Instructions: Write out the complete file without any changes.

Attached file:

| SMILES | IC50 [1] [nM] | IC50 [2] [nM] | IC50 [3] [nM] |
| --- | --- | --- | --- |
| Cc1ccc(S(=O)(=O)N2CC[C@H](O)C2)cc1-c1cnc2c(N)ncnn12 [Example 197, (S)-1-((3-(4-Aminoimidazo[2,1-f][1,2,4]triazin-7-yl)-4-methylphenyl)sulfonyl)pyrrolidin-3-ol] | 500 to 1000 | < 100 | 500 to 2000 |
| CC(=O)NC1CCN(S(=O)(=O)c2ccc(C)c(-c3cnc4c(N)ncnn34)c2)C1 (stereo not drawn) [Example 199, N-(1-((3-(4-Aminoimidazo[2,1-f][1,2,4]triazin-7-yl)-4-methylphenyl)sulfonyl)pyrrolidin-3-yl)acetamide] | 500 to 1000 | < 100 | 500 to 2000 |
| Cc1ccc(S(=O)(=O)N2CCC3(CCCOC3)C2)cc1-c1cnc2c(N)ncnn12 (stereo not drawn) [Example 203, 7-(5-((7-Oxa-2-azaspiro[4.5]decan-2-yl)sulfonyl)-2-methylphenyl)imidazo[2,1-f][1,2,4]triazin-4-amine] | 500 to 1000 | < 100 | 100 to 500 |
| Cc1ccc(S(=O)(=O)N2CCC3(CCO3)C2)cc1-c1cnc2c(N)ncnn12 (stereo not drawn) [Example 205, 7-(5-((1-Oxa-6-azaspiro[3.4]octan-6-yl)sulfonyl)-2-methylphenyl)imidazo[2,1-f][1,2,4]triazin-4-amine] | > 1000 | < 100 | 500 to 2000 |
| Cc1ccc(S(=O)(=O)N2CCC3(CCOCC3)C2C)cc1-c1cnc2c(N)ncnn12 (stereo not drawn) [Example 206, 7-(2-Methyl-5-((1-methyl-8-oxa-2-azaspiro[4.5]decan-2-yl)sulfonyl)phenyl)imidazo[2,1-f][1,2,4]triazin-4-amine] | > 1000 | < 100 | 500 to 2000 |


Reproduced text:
| SMILES | IC50 [1] [nM] | IC50 [2] [nM] | IC50 [3] [nM] |
| --- | --- | --- | --- |
| Cc1ccc(S(=O)(=O)N2CC[C@H](O)C2)cc1-c1cnc2c(N)ncnn12 [Example 197, (S)-1-((3-(4-Aminoimidazo[2,1-f][1,2,4]triazin-7-yl)-4-methylphenyl)sulfonyl)pyrrolidin-3-ol] | 500 to 1000 | < 100 | 500 to 2000 |
| CC(=O)NC1CCN(S(=O)(=O)c2ccc(C)c(-c3cnc4c(N)ncnn34)c2)C1 (stereo not drawn) [Example 199, N-(1-((3-(4-Aminoimidazo[2,1-f][1,2,4]triazin-7-yl)-4-methylphenyl)sulfonyl)pyrrolidin-3-yl)acetamide] | 500 to 1000 | < 100 | 500 to 2000 |
| Cc1ccc(S(=O)(=O)N2CCC3(CCCOC3)C2)cc1-c1cnc2c(N)ncnn12 (stereo not drawn) [Example 203, 7-(5-((7-Oxa-2-azaspiro[4.5]decan-2-yl)sulfonyl)-2-methylphenyl)imidazo[2,1-f][1,2,4]triazin-4-amine] | 500 to 1000 | < 100 | 100 to 500 |
| Cc1ccc(S(=O)(=O)N2CCC3(CCO3)C2)cc1-c1cnc2c(N)ncnn12 (stereo not drawn) [Example 205, 7-(5-((1-Oxa-6-azaspiro[3.4]octan-6-yl)sulfonyl)-2-methylphenyl)imidazo[2,1-f][1,2,4]triazin-4-amine] | > 1000 | < 100 | 500 to 2000 |
| Cc1ccc(S(=O)(=O)N2CCC3(CCOCC3)C2C)cc1-c1cnc2c(N)ncnn12 (stereo not drawn) [Example 206, 7-(2-Methyl-5-((1-methyl-8-oxa-2-azaspiro[4.5]decan-2-yl)sulfonyl)phenyl)imidazo[2,1-f][1,2,4]triazin-4-amine] | > 1000 | < 100 | 500 to 2000 |